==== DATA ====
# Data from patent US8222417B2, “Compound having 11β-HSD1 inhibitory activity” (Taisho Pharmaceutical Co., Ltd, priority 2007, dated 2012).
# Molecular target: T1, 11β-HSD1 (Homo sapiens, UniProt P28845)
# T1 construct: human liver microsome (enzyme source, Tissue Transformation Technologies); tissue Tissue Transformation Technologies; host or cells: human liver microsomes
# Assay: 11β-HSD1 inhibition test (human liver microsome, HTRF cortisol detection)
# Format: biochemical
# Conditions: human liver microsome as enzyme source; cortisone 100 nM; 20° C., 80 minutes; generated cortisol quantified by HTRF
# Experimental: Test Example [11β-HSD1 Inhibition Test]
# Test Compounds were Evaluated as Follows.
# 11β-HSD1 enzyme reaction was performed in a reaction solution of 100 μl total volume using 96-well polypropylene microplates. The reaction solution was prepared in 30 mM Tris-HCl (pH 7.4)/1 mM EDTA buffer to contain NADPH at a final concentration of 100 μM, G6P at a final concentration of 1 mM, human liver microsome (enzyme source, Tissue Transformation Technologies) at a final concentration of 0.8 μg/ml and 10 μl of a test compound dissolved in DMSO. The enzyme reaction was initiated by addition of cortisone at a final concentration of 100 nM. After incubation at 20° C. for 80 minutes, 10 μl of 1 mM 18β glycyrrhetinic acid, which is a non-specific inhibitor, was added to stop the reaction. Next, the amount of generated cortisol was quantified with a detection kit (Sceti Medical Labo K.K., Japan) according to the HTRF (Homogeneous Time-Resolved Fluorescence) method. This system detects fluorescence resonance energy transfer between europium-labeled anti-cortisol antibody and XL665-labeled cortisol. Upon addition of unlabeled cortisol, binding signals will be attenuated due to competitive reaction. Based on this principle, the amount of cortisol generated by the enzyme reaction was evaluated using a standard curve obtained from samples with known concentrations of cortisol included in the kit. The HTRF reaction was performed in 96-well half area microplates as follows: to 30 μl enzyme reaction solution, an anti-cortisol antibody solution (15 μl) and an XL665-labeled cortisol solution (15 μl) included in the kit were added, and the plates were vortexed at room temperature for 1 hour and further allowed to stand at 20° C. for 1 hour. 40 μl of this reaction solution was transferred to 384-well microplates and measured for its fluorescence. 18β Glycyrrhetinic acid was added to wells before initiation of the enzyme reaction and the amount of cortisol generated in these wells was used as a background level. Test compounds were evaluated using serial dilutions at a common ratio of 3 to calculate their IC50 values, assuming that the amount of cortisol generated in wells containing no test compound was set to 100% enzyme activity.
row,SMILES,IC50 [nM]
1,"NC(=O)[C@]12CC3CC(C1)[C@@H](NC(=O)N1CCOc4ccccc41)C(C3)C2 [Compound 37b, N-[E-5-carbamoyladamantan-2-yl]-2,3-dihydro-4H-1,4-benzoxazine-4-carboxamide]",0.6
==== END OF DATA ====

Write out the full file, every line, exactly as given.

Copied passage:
# Data from patent US8222417B2, “Compound having 11β-HSD1 inhibitory activity” (Taisho Pharmaceutical Co., Ltd, priority 2007, dated 2012).
# Molecular target: T1, 11β-HSD1 (Homo sapiens, UniProt P28845)
# T1 construct: human liver microsome (enzyme source, Tissue Transformation Technologies); tissue Tissue Transformation Technologies; host or cells: human liver microsomes
# Assay: 11β-HSD1 inhibition test (human liver microsome, HTRF cortisol detection)
# Format: biochemical
# Conditions: human liver microsome as enzyme source; cortisone 100 nM; 20° C., 80 minutes; generated cortisol quantified by HTRF
# Experimental: Test Example [11β-HSD1 Inhibition Test]
# Test Compounds were Evaluated as Follows.
# 11β-HSD1 enzyme reaction was performed in a reaction solution of 100 μl total volume using 96-well polypropylene microplates. The reaction solution was prepared in 30 mM Tris-HCl (pH 7.4)/1 mM EDTA buffer to contain NADPH at a final concentration of 100 μM, G6P at a final concentration of 1 mM, human liver microsome (enzyme source, Tissue Transformation Technologies) at a final concentration of 0.8 μg/ml and 10 μl of a test compound dissolved in DMSO. The enzyme reaction was initiated by addition of cortisone at a final concentration of 100 nM. After incubation at 20° C. for 80 minutes, 10 μl of 1 mM 18β glycyrrhetinic acid, which is a non-specific inhibitor, was added to stop the reaction. Next, the amount of generated cortisol was quantified with a detection kit (Sceti Medical Labo K.K., Japan) according to the HTRF (Homogeneous Time-Resolved Fluorescence) method. This system detects fluorescence resonance energy transfer between europium-labeled anti-cortisol antibody and XL665-labeled cortisol. Upon addition of unlabeled cortisol, binding signals will be attenuated due to competitive reaction. Based on this principle, the amount of cortisol generated by the enzyme reaction was evaluated using a standard curve obtained from samples with known concentrations of cortisol included in the kit. The HTRF reaction was performed in 96-well half area microplates as follows: to 30 μl enzyme reaction solution, an anti-cortisol antibody solution (15 μl) and an XL665-labeled cortisol solution (15 μl) included in the kit were added, and the plates were vortexed at room temperature for 1 hour and further allowed to stand at 20° C. for 1 hour. 40 μl of this reaction solution was transferred to 384-well microplates and measured for its fluorescence. 18β Glycyrrhetinic acid was added to wells before initiation of the enzyme reaction and the amount of cortisol generated in these wells was used as a background level. Test compounds were evaluated using serial dilutions at a common ratio of 3 to calculate their IC50 values, assuming that the amount of cortisol generated in wells containing no test compound was set to 100% enzyme activity.
row,SMILES,IC50 [nM]
1,"NC(=O)[C@]12CC3CC(C1)[C@@H](NC(=O)N1CCOc4ccccc41)C(C3)C2 [Compound 37b, N-[E-5-carbamoyladamantan-2-yl]-2,3-dihydro-4H-1,4-benzoxazine-4-carboxamide]",0.6